Mellody Hobson talks about how the Girl Scouts can teach a thing or two about money and business.
I’m not sure if you noticed, but it’s Girl Scout cookie season. I hate to play favorites, but nothing beats a frozen Thin Mint.
Whatever your poison, Girl Scout cookies are big business. In the organization’s century-long history, the cookies have played a major part in funding. And grown-ups can learn a thing or two from their business model.
The biggest advantage the girl scouts have, in addition to their adorable little pint-sized sales reps, is that they have mastered the art of supply and demand. The cookies are good, but they’re not AMAZING. So why the annual frenzy? How have they built a $700 million cookie empire? A key ingredient to Girl Scout cookie mania is the scarcity effect: the fact that you can only buy the cookies once a year adds a sense of urgency to lock in those orders.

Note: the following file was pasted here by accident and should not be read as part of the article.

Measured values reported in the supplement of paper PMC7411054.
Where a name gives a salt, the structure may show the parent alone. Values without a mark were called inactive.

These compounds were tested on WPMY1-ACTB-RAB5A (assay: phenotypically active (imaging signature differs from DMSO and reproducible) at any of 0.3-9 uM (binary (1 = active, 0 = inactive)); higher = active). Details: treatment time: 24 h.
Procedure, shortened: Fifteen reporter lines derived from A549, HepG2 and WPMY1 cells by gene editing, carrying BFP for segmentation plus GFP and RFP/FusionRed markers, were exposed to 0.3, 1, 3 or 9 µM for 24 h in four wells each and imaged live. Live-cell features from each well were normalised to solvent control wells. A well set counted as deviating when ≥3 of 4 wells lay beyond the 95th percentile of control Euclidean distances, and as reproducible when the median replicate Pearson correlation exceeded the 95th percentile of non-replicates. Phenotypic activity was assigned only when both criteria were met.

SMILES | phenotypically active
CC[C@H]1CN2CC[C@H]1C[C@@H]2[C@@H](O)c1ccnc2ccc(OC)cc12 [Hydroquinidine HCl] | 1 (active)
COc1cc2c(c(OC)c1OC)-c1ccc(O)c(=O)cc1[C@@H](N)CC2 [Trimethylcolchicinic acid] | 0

So the scouts have it all figured out.
Actually, they don’t, and that’s primarily what I want to talk about today. The cookie business was created not only to help fund the Girl Scouts’ endeavors, but also to help the girls themselves learn about business. The five stated skills are setting goals, better decision-making, money management, people skills and business ethics. The Girl Scouts’ research arm conducted a recent survey and it that found that 88% of girls interviewed do not feel confident making financial decisions. 88%!